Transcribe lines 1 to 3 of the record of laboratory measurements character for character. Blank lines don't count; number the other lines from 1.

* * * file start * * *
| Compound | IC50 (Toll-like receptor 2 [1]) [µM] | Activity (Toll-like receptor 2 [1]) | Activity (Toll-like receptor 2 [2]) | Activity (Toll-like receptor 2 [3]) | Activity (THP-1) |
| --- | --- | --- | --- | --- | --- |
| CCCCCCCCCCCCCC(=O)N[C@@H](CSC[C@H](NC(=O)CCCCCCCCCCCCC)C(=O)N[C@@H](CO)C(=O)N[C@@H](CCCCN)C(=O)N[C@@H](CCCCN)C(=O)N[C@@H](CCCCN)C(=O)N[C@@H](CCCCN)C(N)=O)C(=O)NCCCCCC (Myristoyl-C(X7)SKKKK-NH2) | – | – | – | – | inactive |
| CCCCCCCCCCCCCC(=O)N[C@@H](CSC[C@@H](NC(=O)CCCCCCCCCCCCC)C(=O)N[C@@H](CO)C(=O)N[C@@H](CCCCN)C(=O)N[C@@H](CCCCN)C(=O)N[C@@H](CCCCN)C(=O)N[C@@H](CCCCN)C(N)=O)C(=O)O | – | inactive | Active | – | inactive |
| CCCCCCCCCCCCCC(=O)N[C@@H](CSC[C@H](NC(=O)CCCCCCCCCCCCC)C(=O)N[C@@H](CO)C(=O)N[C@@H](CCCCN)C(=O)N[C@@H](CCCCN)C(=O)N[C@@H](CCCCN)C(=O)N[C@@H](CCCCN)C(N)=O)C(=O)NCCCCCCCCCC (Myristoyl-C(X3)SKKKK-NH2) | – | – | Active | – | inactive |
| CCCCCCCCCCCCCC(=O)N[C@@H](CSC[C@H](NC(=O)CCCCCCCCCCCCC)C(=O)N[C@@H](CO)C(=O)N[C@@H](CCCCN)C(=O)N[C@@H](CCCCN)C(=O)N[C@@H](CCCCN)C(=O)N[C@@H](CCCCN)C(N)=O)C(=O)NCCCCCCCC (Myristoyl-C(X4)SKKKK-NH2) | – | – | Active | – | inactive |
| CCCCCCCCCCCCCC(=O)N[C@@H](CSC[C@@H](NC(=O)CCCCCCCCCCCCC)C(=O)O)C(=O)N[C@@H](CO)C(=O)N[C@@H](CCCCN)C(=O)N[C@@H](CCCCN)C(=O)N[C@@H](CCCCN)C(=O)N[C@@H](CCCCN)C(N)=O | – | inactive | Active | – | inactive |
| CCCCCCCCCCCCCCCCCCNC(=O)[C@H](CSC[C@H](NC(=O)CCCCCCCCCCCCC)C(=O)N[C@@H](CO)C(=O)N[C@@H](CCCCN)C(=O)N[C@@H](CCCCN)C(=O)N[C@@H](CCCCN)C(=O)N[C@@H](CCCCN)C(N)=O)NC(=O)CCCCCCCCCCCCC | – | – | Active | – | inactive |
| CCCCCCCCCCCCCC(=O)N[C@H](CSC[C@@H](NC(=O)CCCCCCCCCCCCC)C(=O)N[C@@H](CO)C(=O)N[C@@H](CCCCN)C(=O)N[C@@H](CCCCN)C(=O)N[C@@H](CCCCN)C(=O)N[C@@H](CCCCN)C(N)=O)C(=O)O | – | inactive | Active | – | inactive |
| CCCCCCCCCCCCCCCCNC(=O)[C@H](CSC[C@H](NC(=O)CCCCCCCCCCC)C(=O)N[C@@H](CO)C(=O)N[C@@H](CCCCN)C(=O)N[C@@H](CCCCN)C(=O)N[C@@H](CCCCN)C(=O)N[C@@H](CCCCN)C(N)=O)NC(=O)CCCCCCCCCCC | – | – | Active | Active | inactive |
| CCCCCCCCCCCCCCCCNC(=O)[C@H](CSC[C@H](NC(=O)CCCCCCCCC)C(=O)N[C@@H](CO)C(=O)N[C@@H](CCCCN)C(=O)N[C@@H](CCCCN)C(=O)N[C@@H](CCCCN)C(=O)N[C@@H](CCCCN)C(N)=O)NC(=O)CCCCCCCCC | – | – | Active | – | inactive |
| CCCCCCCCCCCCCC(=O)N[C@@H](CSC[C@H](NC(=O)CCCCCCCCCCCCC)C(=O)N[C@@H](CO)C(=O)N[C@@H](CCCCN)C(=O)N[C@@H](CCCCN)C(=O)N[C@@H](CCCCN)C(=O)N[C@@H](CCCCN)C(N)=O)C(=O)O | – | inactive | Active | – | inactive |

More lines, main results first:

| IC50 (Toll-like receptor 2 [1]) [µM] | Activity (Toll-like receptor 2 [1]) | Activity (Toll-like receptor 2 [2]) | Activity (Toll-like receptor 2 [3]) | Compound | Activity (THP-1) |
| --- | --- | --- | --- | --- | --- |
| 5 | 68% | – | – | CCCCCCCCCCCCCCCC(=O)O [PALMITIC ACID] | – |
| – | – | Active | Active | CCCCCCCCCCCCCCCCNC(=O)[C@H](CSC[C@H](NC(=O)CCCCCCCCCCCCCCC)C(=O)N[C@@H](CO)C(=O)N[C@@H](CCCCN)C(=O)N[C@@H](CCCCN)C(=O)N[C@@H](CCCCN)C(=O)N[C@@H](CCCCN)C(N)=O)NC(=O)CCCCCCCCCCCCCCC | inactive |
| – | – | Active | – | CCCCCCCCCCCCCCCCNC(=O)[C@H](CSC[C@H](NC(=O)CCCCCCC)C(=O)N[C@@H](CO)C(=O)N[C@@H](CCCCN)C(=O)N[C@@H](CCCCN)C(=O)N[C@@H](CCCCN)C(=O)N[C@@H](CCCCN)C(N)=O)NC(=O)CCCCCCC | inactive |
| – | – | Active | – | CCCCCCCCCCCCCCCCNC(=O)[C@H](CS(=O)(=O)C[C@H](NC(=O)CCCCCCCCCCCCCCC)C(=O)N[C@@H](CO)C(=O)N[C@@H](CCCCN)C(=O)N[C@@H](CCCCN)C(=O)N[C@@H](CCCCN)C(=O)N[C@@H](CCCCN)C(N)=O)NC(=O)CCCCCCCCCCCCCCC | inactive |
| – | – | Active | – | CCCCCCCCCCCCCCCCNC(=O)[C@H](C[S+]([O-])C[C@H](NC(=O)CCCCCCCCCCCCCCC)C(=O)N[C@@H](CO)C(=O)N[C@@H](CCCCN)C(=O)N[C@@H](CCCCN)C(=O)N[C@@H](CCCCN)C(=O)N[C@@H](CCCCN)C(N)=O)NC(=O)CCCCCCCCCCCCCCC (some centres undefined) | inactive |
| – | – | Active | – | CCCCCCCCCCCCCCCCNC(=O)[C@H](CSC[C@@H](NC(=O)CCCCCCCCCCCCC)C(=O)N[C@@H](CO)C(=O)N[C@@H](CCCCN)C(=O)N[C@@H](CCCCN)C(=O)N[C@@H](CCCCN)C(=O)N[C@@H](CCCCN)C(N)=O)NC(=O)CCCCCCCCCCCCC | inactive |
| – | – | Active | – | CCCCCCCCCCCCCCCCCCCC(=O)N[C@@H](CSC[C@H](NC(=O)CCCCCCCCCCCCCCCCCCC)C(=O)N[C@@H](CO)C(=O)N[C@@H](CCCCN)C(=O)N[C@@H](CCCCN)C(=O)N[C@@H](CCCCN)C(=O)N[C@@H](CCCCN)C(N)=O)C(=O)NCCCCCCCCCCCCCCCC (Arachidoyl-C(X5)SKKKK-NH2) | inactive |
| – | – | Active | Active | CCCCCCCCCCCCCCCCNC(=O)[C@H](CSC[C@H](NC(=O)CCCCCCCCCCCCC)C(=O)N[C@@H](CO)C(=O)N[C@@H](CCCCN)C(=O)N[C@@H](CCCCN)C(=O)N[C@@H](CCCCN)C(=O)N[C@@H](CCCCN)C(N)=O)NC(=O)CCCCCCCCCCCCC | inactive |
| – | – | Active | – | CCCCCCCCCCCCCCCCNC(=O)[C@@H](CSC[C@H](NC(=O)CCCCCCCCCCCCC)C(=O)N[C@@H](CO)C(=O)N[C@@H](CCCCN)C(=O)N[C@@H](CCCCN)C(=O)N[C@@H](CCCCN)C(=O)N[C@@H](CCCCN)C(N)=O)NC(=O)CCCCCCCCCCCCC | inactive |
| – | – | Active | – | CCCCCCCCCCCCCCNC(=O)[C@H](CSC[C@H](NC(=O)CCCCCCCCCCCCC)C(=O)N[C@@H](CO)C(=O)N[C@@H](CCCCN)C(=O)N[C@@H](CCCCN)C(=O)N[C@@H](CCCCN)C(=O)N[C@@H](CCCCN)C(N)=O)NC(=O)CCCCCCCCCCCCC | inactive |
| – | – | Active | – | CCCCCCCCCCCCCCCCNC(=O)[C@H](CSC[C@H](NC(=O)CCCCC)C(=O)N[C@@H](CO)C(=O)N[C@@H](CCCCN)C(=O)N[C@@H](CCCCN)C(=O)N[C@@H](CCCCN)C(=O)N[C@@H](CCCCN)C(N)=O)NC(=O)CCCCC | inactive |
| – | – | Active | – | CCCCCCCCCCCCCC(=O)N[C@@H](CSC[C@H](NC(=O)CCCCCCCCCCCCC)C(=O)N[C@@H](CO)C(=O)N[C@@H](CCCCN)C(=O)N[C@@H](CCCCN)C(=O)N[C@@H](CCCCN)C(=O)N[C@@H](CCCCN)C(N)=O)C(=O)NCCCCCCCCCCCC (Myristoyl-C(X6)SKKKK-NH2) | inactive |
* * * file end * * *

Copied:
| Compound | IC50 (Toll-like receptor 2 [1]) [µM] | Activity (Toll-like receptor 2 [1]) | Activity (Toll-like receptor 2 [2]) | Activity (Toll-like receptor 2 [3]) | Activity (THP-1) |
| --- | --- | --- | --- | --- | --- |
| CCCCCCCCCCCCCC(=O)N[C@@H](CSC[C@H](NC(=O)CCCCCCCCCCCCC)C(=O)N[C@@H](CO)C(=O)N[C@@H](CCCCN)C(=O)N[C@@H](CCCCN)C(=O)N[C@@H](CCCCN)C(=O)N[C@@H](CCCCN)C(N)=O)C(=O)NCCCCCC (Myristoyl-C(X7)SKKKK-NH2) | – | – | – | – | inactive |